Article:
Japan Geoscience Union Meeting 2016

Presentation information

International Session (Poster)

Symbol P (Space and Planetary Sciences) » P-EM Solar-Terrestrial Sciences, Space Electromagnetism & Space Environment

[P-EM04] Space Weather, Space Climate, and VarSITI

Sun. May 22, 2016 5:15 PM - 6:30 PM Poster Hall (International Exhibition Hall HALL6)

Convener:*Ryuho Kataoka(National Institute of Polar Research), Antti Pulkkinen(NASA GSFC), Yusuke Ebihara(Research Institute for Sustainable Humanosphere, Kyoto University), Yoshizumi Miyoshi(Institute for Space-Earth Environmental Research, Nagoya University), Toshifumi Shimizu(Institute of Space and Astronautical Science, JAXA), Ayumi Asai(Unit for Synergetic Studies of Space, Kyoto University), Hidekatsu Jin(National Institude of Information and Communications Technology), Tatsuhiko Sato(Japan Atomic Energy Agency), Kanya Kusano(Institute for Space-Earth Environmental Research, Nagoya University), Hiroko Miyahara(College of Art and Design, Musashino Art University), Kiminori Itoh(Graduate School of Engineering, Yokohama National University), Kazuo Shiokawa(Institute for Space-Earth Environmental Research, Nagoya University), Takuji Nakamura(National Institute of Polar Research), Shigeo Yoden(Division of Earth and Planetary Sciences, Graduate School of Science, Kyoto University), Kiyoshi Ichimoto(Kwasan and Hida Observatories, Kyoto University), Mamoru Ishii(National Institute of Information and Communications Technology)

5:15 PM - 6:30 PM

[PEM04-P05] Continued Operation of Nobeyama Radioheliograph by the International Consortium (ICCON)

*Satoshi Masuda1, Kiyoto Shibasaki1,2, Nat Gopalswamy3, Yihua Yan4, Kyung-Suk Cho5 (1.Institute for Space-Earth Environmental Research, Nagoya University, 2.Solar Physics Research Inc., 3.Goddard Space Flight Center, NASA, 4.National Astronomical Observatories, Chinese Academy of Sciences, 5.Korea Astronomy and Space Science Institute)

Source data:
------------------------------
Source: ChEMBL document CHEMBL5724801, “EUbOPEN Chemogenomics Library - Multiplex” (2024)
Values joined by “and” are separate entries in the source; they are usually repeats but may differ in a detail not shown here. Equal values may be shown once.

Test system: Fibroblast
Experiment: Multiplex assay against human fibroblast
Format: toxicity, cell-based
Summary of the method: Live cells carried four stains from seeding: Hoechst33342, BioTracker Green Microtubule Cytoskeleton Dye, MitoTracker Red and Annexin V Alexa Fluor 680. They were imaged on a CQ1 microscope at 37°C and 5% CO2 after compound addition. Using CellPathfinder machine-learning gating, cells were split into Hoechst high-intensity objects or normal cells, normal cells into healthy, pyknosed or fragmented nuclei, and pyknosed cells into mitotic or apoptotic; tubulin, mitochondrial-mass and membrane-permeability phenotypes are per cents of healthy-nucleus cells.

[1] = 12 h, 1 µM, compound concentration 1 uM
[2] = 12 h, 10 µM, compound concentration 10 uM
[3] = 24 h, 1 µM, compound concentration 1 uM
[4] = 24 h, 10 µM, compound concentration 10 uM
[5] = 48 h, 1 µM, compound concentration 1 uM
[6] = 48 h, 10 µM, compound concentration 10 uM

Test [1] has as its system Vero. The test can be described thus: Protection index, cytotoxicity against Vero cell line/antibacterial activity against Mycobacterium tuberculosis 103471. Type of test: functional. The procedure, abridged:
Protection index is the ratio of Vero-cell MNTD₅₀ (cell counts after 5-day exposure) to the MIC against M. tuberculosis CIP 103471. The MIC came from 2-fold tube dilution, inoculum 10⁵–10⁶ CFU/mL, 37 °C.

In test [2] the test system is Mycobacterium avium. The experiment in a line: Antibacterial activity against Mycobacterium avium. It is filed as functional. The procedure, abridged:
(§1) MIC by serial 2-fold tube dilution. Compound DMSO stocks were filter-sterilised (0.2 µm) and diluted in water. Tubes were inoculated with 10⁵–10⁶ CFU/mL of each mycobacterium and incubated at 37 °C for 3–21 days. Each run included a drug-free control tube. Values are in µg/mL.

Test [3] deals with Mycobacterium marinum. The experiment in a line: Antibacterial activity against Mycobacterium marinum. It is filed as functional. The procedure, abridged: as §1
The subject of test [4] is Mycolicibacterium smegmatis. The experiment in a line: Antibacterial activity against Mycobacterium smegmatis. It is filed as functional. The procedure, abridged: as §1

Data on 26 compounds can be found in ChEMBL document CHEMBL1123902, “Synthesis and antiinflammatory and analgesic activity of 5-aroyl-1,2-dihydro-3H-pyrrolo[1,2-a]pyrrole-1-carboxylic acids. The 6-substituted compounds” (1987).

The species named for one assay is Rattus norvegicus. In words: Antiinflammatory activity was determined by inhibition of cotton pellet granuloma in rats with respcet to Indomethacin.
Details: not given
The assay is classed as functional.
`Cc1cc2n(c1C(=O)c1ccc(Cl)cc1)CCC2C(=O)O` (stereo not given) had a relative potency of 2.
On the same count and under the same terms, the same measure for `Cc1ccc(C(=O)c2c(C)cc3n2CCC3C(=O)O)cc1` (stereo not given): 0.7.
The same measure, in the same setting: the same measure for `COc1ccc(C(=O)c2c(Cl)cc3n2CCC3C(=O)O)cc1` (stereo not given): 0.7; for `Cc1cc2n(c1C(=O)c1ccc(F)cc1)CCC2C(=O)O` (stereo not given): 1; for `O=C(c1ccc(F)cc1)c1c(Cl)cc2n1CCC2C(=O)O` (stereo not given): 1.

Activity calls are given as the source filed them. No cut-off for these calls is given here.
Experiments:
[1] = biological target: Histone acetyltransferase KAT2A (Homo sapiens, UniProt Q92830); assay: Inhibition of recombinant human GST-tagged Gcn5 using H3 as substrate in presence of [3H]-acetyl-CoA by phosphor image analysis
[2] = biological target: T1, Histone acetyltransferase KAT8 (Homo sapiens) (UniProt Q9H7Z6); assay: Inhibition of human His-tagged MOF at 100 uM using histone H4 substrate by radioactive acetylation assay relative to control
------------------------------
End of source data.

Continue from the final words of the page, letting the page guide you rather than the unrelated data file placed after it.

Keywords:Sun, radio

Nobeyama Radioheliograph (NoRH) is a radio interferometer specially designed to observe the full disk of the Sun at 17 and 34 GHz. Eighty-four antennas with a diameter of 80 cm were installed along a T-shape baseline (North - South: 250 m, East - West: 500 m). The spatial resolution is about 10 arcseconds and 5 arcseconds in 17 GHz and 34 GHz, respectively. The time resolution of NoRH is typically 1 second and 0.1 second for the event mode. NoRH continuously observes the full sun for about eight hours (22:45 - 6:30 UT) every day. The system has been quite stable and NoRH data are available in the period more than 99 % out of the total possible operational window.
The National Astronomical Observatory of Japan (NAOJ) has successfully operated NoRH during these two decades. From April 2015, the Solar-Terrestrial Environment Laboratory (now the Institute for Space-Earth Environmental Research), Nagoya University started the operation of NoRH as a representative of the International Consortium for the Continued Operation of Nobeyama Raidoheliograph (ICCON; http://hinode.stelab.nagoya-u.ac.jp/ICCON/ ). The current ICCON representatives are N. Gopalswamy (NASA), Y. Yan (NAOC), K. S. Cho (KASI), M. Ishii (NICT), K. Shibasaki (Nagoya University and Solar Physics Laboratory) and S. Masuda (Nagoya University).
In addition to the core members of this consortium, about 30 researchers collaborate the operation of NoRH. Among them, one chief observer is assigned to check the health of the instrument/computers and to verify the data quality every day. These daily tasks can be done via internet from a remote site. This system also works very well for the first one year.
NoRH data are automatically transferred from the observational site (Nobeyama) to Solar Data Analysis System (SDAS; http://hinode.nao.ac.jp/SDAS/index_e.shtml) of NAOJ at Mitaka, and then all of them are automatically mirrored to Hinode Science Center at Nagoya (http://hinode.stelab.nagoya-u.ac.jp/index.shtml.en). Any researcher registered in either system can access all of the NoRH data. The software for the data analysis is supplied as a part of the solarsoft (IDL-based software system mainly maintained by Lockheed Martin Solar and Astrophysics Laboratory) and distributed via internet.